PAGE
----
How to Make Perfect Fluffy Scrambled Eggs on the Stove 0
How to Make Perfect Fluffy Scrambled Eggs on the Stove
by Jacqueline Samaroo
Eggs are amazing! Sometimes referred to as a complete food, they certainly are very nutritious and are perhaps the best way to get cheap, high-quality protein into your diet. Versatile eggs can be prepared in a myriad of tasty ways but scrambled eggs seem to hold a special place in most persons’ hearts (and on their plates). Besides, we all know how to make them, right?
Apart from putting the kettle on to boil, scrambled eggs tend to be the first thing we learn to prepare on the stove. They are simple and easy to make, plus they’re kind of hard to do wrong and generally turn out okay.
If you want to end up with light, fluffy, moist and yummy scrambled eggs, however, there’s much more to it than just “break, beat, pour, stir and serve”. Here are a few handy tips and instructions for making perfect scrambled eggs on the stove.
The best advice when you are poaching eggs is “the fresher, the better”. For scrambling eggs, however, the general consensus seems to be that it’s the method of egg production that matters. So skipping the “farm fresh” aka “caged” variety and going for eggs that at least say “free range” is usually recommended. Why?
With “free range”, “organic” or “pastured” eggs you are said to get brighter yolks which give you scrambled eggs with a much more appealing color. Also, these eggs normally have much more natural flavor.
“Low and slow” is the way to go when scrambling eggs. Set your burner anywhere from medium to low, as high temperatures will cook the eggs too quickly, causing them to become dry and rubbery.
Another temperature suggestion to bear in mind is to remove the pan with the eggs from the heat when they look almost done. Heat remaining in the pan and in the eggs will continue to cook them without them being overdone.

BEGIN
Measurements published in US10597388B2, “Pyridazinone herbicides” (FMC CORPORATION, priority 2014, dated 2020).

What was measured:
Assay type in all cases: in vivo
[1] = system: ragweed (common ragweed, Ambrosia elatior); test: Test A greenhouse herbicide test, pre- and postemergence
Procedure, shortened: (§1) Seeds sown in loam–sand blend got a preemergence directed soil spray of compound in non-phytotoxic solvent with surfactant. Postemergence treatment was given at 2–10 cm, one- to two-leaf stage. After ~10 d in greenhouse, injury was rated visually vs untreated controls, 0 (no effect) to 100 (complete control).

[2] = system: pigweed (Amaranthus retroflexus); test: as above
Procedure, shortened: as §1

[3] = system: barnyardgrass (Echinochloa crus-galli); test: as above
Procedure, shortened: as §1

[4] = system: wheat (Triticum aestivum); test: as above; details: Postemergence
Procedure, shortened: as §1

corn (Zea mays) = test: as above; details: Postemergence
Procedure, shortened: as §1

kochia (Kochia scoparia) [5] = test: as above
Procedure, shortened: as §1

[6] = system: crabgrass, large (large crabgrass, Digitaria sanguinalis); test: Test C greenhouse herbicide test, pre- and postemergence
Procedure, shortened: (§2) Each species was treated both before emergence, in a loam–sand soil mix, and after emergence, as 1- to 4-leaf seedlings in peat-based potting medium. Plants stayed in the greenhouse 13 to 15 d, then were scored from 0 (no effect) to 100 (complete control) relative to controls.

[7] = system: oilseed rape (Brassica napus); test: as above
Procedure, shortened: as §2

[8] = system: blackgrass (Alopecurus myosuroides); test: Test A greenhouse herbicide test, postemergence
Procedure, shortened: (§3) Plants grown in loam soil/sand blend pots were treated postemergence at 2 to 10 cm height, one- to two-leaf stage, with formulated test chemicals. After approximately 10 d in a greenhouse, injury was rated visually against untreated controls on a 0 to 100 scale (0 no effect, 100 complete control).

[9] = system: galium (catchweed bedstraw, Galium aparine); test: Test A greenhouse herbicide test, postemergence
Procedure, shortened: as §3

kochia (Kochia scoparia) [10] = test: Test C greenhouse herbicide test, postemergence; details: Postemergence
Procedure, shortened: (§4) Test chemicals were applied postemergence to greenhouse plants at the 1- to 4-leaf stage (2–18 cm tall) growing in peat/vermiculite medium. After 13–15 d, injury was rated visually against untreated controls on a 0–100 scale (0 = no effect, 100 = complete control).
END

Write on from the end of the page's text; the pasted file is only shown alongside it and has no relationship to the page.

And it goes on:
If you’ve ever had the “joy” of scrubbing stuck-on scrambled eggs from the bottom of a pan, then you’ll understand the importance of this section! Scrambled eggs glued to a pan, such as a cast iron one, are notoriously difficult to remove and can be quite frustrating, indeed.
So, what type of pan do you need? Non-stick, of course! Some scrambled eggs connoisseurs will tell you that with a really good, high-quality, non-stick pan, you can simply skip the next section of this article.
Furthermore, using a wooden or silicone spatula will not only protect your non-stick pan but will make clean-up afterwards easier, as well.
A little butter, oil or cooking spray is normally added to the pan to warm up before the eggs are added. They help to prevent sticking and give the eggs a nice sheen when done. As far as preferences go, butter, olive oil and coconut oil/butter get the nod from many people who think they give lovely flavor to scrambled eggs.
Should you beat the eggs just enough to get the yolks and whites combined or should you really have a good go at them? The latter seems to be the popular choice with reasons being that it aerates the eggs and making them fluffier and your scrambled eggs won’t have any white spots – they’ll just be a lovely golden yellow throughout.
If you prefer your scrambled eggs on the denser side then hold back on beating them too much.
For some persons, when scrambling eggs, adding a little cream, milk or water before beating them is just a given. Others get by quite nicely without them and end up with perfectly soft and fluffy eggs just the same.
No doubt, the cream and milk make getting that much sought after end result easier but with the right technique you can compensate for leaving them out.
Herbs, spices, salt, and pepper are even more of a toss-up, as far as when is the right time to add them goes. Sprinkling them over the beaten egg once you’ve poured it into the pan is, perhaps, the most popular way to do it.
Quite a few people do opt to beat the eggs with the herbs, etc. already in while other persons feel it’s best to wait until the eggs are cooked (and possibly plated) before reaching for anything to give them extra flavor.
The Basic Technique
1. Put a pan to warm up on the stove.
2. Crack two eggs per person into a bowl and beat them with a fork or a whisk.
3. Add butter to pan and allow it to melt.
4. Pour in the beaten egg and allow it to start setting (solidifying) around the edges.
5. Use a spatula to gently push the solid edges of the egg in toward the center, letting the liquid egg flow over and out into the spaces created.
6. Continue pushing the edges in as they set, until all the liquid egg is used up.
7. Gently fold over sections of the egg where you feel the top is still too wet.
8. Turn off the heat.
With these basic steps, you’re well on your way to achieving perfect fluffy stovetop scrambled eggs. Just enjoy using the given tips to tweak them a bit each time, until you hit upon the combination that’s just right for you in terms of texture and flavor.